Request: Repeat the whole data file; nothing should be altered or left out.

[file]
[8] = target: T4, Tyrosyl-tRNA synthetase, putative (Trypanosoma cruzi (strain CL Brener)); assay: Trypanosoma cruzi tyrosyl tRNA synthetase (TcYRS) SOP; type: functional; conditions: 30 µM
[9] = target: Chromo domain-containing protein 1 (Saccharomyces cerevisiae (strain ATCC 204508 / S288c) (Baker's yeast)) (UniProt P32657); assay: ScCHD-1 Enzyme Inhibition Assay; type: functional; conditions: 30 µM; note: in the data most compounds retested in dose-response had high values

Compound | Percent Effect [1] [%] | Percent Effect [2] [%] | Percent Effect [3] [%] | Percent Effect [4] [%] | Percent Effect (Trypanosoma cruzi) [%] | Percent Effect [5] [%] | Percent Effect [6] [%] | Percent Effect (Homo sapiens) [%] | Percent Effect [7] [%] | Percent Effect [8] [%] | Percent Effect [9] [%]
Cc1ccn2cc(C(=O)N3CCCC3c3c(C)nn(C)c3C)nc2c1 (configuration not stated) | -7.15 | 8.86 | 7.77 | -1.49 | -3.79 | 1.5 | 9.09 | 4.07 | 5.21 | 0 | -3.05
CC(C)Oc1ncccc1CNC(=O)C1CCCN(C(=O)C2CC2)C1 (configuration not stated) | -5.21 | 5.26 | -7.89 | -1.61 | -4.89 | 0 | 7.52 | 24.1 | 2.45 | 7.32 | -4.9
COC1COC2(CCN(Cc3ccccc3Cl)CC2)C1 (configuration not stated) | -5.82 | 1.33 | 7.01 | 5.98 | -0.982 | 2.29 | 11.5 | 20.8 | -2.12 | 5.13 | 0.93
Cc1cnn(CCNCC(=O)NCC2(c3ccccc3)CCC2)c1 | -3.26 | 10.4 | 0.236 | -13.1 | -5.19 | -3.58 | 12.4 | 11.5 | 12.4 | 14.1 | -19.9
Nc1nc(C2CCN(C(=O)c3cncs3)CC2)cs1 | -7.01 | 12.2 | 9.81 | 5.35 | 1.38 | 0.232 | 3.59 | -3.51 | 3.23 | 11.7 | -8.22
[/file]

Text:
[8] = target: T4, Tyrosyl-tRNA synthetase, putative (Trypanosoma cruzi (strain CL Brener)); assay: Trypanosoma cruzi tyrosyl tRNA synthetase (TcYRS) SOP; type: functional; conditions: 30 µM
[9] = target: Chromo domain-containing protein 1 (Saccharomyces cerevisiae (strain ATCC 204508 / S288c) (Baker's yeast)) (UniProt P32657); assay: ScCHD-1 Enzyme Inhibition Assay; type: functional; conditions: 30 µM; note: in the data most compounds retested in dose-response had high values

Compound | Percent Effect [1] [%] | Percent Effect [2] [%] | Percent Effect [3] [%] | Percent Effect [4] [%] | Percent Effect (Trypanosoma cruzi) [%] | Percent Effect [5] [%] | Percent Effect [6] [%] | Percent Effect (Homo sapiens) [%] | Percent Effect [7] [%] | Percent Effect [8] [%] | Percent Effect [9] [%]
Cc1ccn2cc(C(=O)N3CCCC3c3c(C)nn(C)c3C)nc2c1 (configuration not stated) | -7.15 | 8.86 | 7.77 | -1.49 | -3.79 | 1.5 | 9.09 | 4.07 | 5.21 | 0 | -3.05
CC(C)Oc1ncccc1CNC(=O)C1CCCN(C(=O)C2CC2)C1 (configuration not stated) | -5.21 | 5.26 | -7.89 | -1.61 | -4.89 | 0 | 7.52 | 24.1 | 2.45 | 7.32 | -4.9
COC1COC2(CCN(Cc3ccccc3Cl)CC2)C1 (configuration not stated) | -5.82 | 1.33 | 7.01 | 5.98 | -0.982 | 2.29 | 11.5 | 20.8 | -2.12 | 5.13 | 0.93
Cc1cnn(CCNCC(=O)NCC2(c3ccccc3)CCC2)c1 | -3.26 | 10.4 | 0.236 | -13.1 | -5.19 | -3.58 | 12.4 | 11.5 | 12.4 | 14.1 | -19.9
Nc1nc(C2CCN(C(=O)c3cncs3)CC2)cs1 | -7.01 | 12.2 | 9.81 | 5.35 | 1.38 | 0.232 | 3.59 | -3.51 | 3.23 | 11.7 | -8.22